Until recently, I had considered the existence of free will to be a moral dilemma. I understood that free will, in the sense of transcending our prior experience and genetics, did not exist. But I also knew that we needed to act as if it did exist to hold people responsible for their actions and to have a functioning society. I was curious to see what Sam Harris would say about it in a book I’m currently reading, The Moral Landscape.

I expected that he would accept that free will does not exist (in the metaphysical sense), but what surprised me was that he embraced it as an advance in morality. He said that we shouldn’t be locking people up out of retribution, or punishment, but out of concern for what they might do. If someone has demonstrated that they are a threat to society, and might cause harm in the future, it makes sense to lock them up. Not out of punishment, but out of concern for the consequences of their future actions.

Recently, more people have begun to attribute misbehavior to disorders of the brain, rather than simply the choices of that person. This represents a step towards seeing the mind as the product of the brain, as the difference between a person’s idiosyncrasies or personality and brain disorders is more a difference of degree rather than in kind. The more we understand this, the less we feel a strong desire for retribution for undesired or even harmful behavior. Rather, we become motivated out of concern for the person or the consequences of their actions.

While writing this blog entry, I discovered that Sam Harris has a blog post summarizing some of what he said in his book. Since he’s undoubtedly a better writer than I am, it would be a great article to read if I didn’t convey this concept very clearly.

The bottom line, though, is that we need to be clear about the objectives of our morality. If it is to promote human well-being, as I think it is, then our better understanding of how our minds work may require a change in our definition of justice. I now agree with Sam Harris: that redefinition of justice would be a step in the right direction.

Tuesday, November 22, 2011

Working out

This post is kind of a review of my favorite app.

I like being in shape. I feel good, I feel good about myself, I feel good about how I look. But staying in shape takes a lot of time. I used to drive to a gym, work out for an hour, drive home, and take a shower. It took darn near two hours a day, usually after work. Whenever I got busy, the workouts got cut.

I think I've now discovered a better way. First I found this book. It explains how to work out all your major muscle groups at home. It also explains why cardio is a waste of time: if you want to burn fat, the best thing to do is to build muscle and raise your baseline metabolism. Later, a companion iOS app was released. I immediately bought it too, and it's been slowly improving over time, and release 2.0 made it a ton better than the original. That's what I've been using for my workouts for the last few weeks. The iPhone app now has all the workouts and exercises listed in it, so if you just want the workouts, that's all you really need.

It's nice because I can hammer out a 30-35 min. workout in the morning, take my shower, and go to work. It doesn't take a lot of time, so I keep doing it even when I'm busy. I like doing everything from an app because you don't need to remember what you're supposed to do, it just tells you. It also keeps track of all your workouts so you can look back at your workout history anytime. I love it.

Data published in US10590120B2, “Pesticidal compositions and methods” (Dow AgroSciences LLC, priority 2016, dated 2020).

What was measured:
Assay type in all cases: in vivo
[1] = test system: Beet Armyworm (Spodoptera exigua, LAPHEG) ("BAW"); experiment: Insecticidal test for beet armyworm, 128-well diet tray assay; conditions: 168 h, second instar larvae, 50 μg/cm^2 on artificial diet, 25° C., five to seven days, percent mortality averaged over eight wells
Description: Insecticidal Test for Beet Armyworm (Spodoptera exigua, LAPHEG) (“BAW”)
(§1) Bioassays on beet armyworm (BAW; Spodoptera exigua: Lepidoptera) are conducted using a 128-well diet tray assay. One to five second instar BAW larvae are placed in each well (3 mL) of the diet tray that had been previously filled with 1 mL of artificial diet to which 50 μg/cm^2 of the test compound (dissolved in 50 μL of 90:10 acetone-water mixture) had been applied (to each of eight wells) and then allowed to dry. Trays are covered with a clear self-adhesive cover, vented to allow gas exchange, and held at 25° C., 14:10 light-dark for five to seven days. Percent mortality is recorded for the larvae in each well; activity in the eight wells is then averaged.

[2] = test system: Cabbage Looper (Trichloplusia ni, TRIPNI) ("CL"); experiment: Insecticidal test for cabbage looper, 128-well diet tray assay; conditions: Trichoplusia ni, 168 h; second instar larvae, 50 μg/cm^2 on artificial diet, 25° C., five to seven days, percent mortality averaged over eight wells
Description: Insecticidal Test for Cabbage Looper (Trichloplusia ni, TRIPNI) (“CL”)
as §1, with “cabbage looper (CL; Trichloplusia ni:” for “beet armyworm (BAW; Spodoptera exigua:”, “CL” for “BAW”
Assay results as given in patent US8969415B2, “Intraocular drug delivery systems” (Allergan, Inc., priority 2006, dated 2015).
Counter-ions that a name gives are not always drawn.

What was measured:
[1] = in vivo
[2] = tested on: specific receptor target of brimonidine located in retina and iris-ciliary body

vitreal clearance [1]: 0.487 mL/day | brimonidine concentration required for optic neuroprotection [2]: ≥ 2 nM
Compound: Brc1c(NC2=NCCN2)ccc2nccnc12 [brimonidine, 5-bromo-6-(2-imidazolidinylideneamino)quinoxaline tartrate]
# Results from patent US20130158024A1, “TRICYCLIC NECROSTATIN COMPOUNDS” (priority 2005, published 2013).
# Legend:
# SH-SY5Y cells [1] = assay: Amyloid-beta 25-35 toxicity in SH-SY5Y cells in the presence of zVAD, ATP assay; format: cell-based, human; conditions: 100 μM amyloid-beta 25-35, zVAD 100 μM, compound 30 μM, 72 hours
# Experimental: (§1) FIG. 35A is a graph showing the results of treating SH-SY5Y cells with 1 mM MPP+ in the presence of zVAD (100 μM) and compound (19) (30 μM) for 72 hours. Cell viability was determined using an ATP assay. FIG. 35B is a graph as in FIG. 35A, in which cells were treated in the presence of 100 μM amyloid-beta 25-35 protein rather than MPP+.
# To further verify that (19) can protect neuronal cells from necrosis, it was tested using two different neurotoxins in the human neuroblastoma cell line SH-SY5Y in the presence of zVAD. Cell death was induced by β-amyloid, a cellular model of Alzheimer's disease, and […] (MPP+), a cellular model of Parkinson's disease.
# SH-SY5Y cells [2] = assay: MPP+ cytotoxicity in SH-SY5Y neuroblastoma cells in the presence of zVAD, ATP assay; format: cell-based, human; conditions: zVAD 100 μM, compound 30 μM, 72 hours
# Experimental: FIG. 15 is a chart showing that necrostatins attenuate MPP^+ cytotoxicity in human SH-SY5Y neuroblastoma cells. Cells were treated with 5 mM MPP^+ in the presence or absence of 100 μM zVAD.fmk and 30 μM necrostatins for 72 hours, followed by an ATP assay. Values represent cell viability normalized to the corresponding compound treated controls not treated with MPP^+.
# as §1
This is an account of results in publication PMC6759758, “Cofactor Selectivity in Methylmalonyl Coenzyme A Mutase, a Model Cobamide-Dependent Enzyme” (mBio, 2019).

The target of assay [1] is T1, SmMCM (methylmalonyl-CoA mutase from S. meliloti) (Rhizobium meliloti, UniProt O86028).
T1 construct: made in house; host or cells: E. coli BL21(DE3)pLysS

Sorry this sounds like a product promo, but I guess that's what it is. It's about a $2 app that makes it unnecessary to have a gym membership, saves a ton of time, and makes you feel good about yourself. If you have an iPhone or an iPod Touch, get it. It'll be easily worth it if you do it.

It's not perfect yet, I'm hoping the developer will continue to improve it.

Monday, November 21, 2011

Competing on Corporate Taxes

This is an unusually nerdy post, so if you're not into economics, skip it.

I'm going to briefly discuss why it's unnecessary for the U.S. to compete with other countries on corporate tax rates.

Imagine you're running a country. Let's just focus on maximizing good for the long run first, then talk about short-term effects. The basic principle is that in the long run, the exchange rate will change to make your imports equal your exports. Now let's say that a company moves a plant from the U.S. to China. Presumably, they can produce, say, product A, more cheaply in China than they can in the U.S. That means that the resources (labor, etc.) that would have been used to produce product A can be employed elsewhere in the U.S. economy. Assuming that those resources can produce a product B, which is close to the value of product A, and product A can now be produced more cheaply, productivity has increased. If many things begin to be produced in China, such that China is exporting more than it imports, then the value of China's currency will increase until imports again equal exports. Now, realistically, China holds down the value of their currency by buying tons of our currency and stockpiling it. That basically means they're making their stuff artificially cheap: they're exporting products, we're exporting money (which we can freely print). So if they do this for the long-term, we're the winners, because we're getting the goods and services without having to produce anything. If this is done in the long-term, it doesn't create U.S. unemployment because wages will adjust to create full employment.

Now, let's consider the short term. During a recession, aggregate demand is too low, and it needs to be increased. Suddenly having a weak currency is very desirable because it increases the attractiveness of your goods overseas, and can increase your exports. That's why when we hit the recession, all of a sudden everyone is mad at China for keeping their currency weak. It wouldn't matter during normal times, but during recessions, everyone wants to be the ones with the weak currencies. Getting companies to build plants in your country is suddenly important because it increases expenditures. But it's important to realize that it's only important during a recession, not during normal times. So a temporary tax discount to get companies to come here makes sense right now, but long-term dropping of corporate tax rates to "compete" with other countries does not.